An ingrown toenail can make a big, burly guy wince and hobble like a wounded puppy, says Dr Don Powell, president and founder of American Institute for Preventive Medicine.
Well, you wouldnt call Andrew big and burly. He is a regular school kid who is not having fun with an ingrown toenail.
Andrew, accompanied by his mother Susan, is waiting for me in one of my examination rooms. Andrew is 13, and has trouble with one of the big toe nails. It has been digging into one corner of the overhanging skin resulting in infection and pain.
Dr. B, Andrew is tired of pain and antibiotics. Besides the cost of the medication, Andrew has to miss many activities involving running and excessive walking, says Susan. Can you help?
First, let me tell you something about fingernails and toenails.
The nails are appendages of our most versatile organ skin. Besides nails, the skin has three other appendages hairs, sweat glands, and sebaceous glands. Nails protect the tips of our fingers and toes.
The nail has a free end which we trim on regular basis. The two sides of the nail are under the skin folds. The root is at the base where the growth occurs. The average rate of growth of the nail is 0.1 mm a day or 3 mm per month. About 11/2 inches a year.
Fingernails grow faster than toenails. Both grow faster in the summer than in the winter. The nails grow rapidly in nail biters and slowly in people confined to bed. The growth is faster in males than females. Certain illnesses can arrest the growth.
What can go wrong with the nails?
The nail can be a window for physicians to suspect other illnesses. Normally, nails are flat and light pink. They are pale in anaemia. Nails in general and big toenail in particular can be sites of many problems. One of the common one being ingrown big toenail with infection and pain.
Infection of the toenails can be very serious in anyone who has diabetes or circulatory problems. It can result in gangrene and amputation.
Dr. B, why do I have ingrown toe nail?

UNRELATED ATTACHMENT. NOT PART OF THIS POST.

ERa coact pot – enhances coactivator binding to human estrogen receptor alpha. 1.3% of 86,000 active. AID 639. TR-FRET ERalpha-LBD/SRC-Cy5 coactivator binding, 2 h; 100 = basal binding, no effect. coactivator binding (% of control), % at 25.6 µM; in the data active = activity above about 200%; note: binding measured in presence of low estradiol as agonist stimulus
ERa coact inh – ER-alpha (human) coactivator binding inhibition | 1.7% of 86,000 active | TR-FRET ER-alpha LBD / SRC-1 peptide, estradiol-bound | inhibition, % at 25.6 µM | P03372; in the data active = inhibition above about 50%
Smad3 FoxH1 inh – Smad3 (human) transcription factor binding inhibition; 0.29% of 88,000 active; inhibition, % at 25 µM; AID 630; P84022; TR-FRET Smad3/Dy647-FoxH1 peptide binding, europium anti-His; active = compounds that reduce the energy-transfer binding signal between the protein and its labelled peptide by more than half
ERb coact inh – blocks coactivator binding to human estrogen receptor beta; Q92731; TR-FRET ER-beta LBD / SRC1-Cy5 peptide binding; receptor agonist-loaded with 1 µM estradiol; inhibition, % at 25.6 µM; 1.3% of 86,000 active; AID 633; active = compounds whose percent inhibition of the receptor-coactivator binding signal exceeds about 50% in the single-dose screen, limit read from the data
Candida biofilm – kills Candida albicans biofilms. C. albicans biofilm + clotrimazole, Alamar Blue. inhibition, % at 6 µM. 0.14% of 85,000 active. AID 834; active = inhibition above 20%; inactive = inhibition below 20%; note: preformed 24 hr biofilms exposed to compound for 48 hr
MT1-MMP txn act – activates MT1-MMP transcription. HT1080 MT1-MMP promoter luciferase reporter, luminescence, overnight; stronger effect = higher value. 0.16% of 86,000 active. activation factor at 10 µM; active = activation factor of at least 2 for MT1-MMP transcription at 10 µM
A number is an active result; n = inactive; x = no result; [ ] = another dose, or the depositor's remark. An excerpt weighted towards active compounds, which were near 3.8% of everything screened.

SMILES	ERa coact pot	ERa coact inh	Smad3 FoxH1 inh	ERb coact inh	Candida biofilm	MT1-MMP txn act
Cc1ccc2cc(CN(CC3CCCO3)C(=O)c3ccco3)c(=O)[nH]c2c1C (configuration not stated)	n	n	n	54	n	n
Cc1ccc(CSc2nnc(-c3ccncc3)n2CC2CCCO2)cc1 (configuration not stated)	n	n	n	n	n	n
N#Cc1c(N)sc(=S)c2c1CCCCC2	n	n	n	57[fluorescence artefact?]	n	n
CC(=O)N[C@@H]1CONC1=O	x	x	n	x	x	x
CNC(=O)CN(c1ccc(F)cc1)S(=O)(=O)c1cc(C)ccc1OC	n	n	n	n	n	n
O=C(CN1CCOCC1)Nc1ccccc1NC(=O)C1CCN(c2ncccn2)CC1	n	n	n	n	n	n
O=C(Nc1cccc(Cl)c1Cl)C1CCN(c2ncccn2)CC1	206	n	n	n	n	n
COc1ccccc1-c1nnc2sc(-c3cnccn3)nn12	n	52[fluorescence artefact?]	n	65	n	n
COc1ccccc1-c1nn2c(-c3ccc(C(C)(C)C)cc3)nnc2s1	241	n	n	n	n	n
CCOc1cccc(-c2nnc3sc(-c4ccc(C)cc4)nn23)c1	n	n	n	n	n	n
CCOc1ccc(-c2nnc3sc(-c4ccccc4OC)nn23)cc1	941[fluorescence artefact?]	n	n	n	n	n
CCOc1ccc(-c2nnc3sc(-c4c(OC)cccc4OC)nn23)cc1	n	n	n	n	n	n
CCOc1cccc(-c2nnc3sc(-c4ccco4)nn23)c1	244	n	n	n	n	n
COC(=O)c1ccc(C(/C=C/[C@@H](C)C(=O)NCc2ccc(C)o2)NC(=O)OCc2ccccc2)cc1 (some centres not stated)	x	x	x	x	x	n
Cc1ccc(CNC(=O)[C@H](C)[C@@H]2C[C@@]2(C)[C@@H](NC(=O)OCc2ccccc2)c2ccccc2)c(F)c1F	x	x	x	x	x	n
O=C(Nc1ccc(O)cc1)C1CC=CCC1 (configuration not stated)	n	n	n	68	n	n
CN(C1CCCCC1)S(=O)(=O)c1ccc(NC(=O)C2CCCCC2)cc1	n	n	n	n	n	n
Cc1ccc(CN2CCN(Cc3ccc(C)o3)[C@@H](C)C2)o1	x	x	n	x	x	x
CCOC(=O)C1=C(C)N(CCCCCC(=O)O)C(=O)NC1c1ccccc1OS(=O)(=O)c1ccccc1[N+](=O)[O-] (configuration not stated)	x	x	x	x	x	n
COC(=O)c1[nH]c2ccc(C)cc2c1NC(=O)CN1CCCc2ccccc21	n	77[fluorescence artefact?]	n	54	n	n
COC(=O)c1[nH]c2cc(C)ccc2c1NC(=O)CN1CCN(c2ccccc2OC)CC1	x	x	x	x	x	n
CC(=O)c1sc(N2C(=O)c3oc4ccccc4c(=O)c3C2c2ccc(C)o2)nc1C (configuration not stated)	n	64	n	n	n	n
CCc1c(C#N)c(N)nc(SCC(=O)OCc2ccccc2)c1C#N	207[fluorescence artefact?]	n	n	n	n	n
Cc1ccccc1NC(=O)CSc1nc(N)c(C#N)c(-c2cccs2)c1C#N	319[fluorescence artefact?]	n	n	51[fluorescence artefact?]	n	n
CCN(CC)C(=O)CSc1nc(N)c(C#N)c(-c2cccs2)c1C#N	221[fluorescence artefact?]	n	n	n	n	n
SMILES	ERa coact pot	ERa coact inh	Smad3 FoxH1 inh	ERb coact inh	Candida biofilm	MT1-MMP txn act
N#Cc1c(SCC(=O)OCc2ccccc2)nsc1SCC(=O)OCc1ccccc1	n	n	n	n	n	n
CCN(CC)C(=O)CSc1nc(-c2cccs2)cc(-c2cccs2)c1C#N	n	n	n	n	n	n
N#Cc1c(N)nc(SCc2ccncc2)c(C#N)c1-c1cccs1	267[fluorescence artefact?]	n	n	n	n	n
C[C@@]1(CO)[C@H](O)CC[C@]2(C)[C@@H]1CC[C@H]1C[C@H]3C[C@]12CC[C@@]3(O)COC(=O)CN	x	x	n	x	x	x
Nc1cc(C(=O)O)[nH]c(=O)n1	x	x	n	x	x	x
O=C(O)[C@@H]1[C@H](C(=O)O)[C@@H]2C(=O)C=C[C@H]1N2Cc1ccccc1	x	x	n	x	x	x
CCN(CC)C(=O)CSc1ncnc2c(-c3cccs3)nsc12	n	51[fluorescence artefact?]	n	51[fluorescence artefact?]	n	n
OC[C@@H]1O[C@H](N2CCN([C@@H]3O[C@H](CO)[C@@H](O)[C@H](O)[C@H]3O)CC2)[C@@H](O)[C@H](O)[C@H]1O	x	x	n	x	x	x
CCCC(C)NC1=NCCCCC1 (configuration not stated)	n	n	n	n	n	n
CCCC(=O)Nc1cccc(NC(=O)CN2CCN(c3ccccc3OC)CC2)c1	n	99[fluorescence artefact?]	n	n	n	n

Ingrown toenail of the big toe usually occurs when sweaty feet are encased in tight shoes. The situation gets worse when the nail is trimmed short and the corners are curved down. The side of the nail curls inwards and grows to form outer spikes. This causes painful infection of the overhanging nail fold.
Andrew looked puzzled. Dr. B, what can I do about it?
Keep your feet nice and clean. Wear roomy shoes and clean cotton socks. Allow the outer corners of the nail to grow over the skin margins placing small piece of cotton soaked in an antiseptic just under the outer corners of the nail. Cut your nails straight.
If all this fails then surgical treatment becomes necessary. Simple whole nail avulsion or wedge removal of the nail can result in more than 50 percent recurrence rate. The best results are obtained by removing the root at the same time. This is done under local anaesthetic in a doctors office.
About 10 days of tender loving care of the big toe after the surgery usually results in satisfactory outcome. There is about 10 percent or less recurrence rate.
Andrew was ready for the surgical remedy. This was accomplished with satisfactory results.
(This series of articles explore the health problems of Dave and his family. They are composite characters of a typical family with health problems.)
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